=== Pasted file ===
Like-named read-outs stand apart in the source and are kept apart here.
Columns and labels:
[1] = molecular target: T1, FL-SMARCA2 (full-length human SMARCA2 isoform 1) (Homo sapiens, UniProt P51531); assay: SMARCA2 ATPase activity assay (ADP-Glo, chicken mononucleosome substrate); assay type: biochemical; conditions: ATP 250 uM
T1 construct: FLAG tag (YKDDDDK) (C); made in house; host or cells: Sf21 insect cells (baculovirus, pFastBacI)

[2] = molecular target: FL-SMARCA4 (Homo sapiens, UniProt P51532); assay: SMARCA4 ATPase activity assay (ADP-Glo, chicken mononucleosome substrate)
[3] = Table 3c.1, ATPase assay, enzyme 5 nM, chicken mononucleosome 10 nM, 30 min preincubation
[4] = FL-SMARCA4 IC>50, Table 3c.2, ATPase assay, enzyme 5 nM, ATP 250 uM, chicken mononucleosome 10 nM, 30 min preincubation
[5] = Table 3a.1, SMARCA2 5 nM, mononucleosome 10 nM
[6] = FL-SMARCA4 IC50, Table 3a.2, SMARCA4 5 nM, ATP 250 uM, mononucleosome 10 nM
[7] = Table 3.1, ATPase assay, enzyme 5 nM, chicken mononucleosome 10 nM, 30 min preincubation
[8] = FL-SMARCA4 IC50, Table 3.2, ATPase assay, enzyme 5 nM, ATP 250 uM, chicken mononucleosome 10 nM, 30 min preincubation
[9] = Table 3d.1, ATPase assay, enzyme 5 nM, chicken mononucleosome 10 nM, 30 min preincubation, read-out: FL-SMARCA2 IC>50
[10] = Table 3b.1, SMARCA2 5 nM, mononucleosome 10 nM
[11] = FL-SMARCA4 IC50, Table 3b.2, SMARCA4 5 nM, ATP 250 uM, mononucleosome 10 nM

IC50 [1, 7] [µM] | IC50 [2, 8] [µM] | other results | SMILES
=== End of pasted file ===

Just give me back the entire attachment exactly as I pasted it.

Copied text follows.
Like-named read-outs stand apart in the source and are kept apart here.
Columns and labels:
[1] = molecular target: T1, FL-SMARCA2 (full-length human SMARCA2 isoform 1) (Homo sapiens, UniProt P51531); assay: SMARCA2 ATPase activity assay (ADP-Glo, chicken mononucleosome substrate); assay type: biochemical; conditions: ATP 250 uM
T1 construct: FLAG tag (YKDDDDK) (C); made in house; host or cells: Sf21 insect cells (baculovirus, pFastBacI)

[2] = molecular target: FL-SMARCA4 (Homo sapiens, UniProt P51532); assay: SMARCA4 ATPase activity assay (ADP-Glo, chicken mononucleosome substrate)
[3] = Table 3c.1, ATPase assay, enzyme 5 nM, chicken mononucleosome 10 nM, 30 min preincubation
[4] = FL-SMARCA4 IC>50, Table 3c.2, ATPase assay, enzyme 5 nM, ATP 250 uM, chicken mononucleosome 10 nM, 30 min preincubation
[5] = Table 3a.1, SMARCA2 5 nM, mononucleosome 10 nM
[6] = FL-SMARCA4 IC50, Table 3a.2, SMARCA4 5 nM, ATP 250 uM, mononucleosome 10 nM
[7] = Table 3.1, ATPase assay, enzyme 5 nM, chicken mononucleosome 10 nM, 30 min preincubation
[8] = FL-SMARCA4 IC50, Table 3.2, ATPase assay, enzyme 5 nM, ATP 250 uM, chicken mononucleosome 10 nM, 30 min preincubation
[9] = Table 3d.1, ATPase assay, enzyme 5 nM, chicken mononucleosome 10 nM, 30 min preincubation, read-out: FL-SMARCA2 IC>50
[10] = Table 3b.1, SMARCA2 5 nM, mononucleosome 10 nM
[11] = FL-SMARCA4 IC50, Table 3b.2, SMARCA4 5 nM, ATP 250 uM, mononucleosome 10 nM

IC50 [1, 7] [µM] | IC50 [2, 8] [µM] | other results | SMILES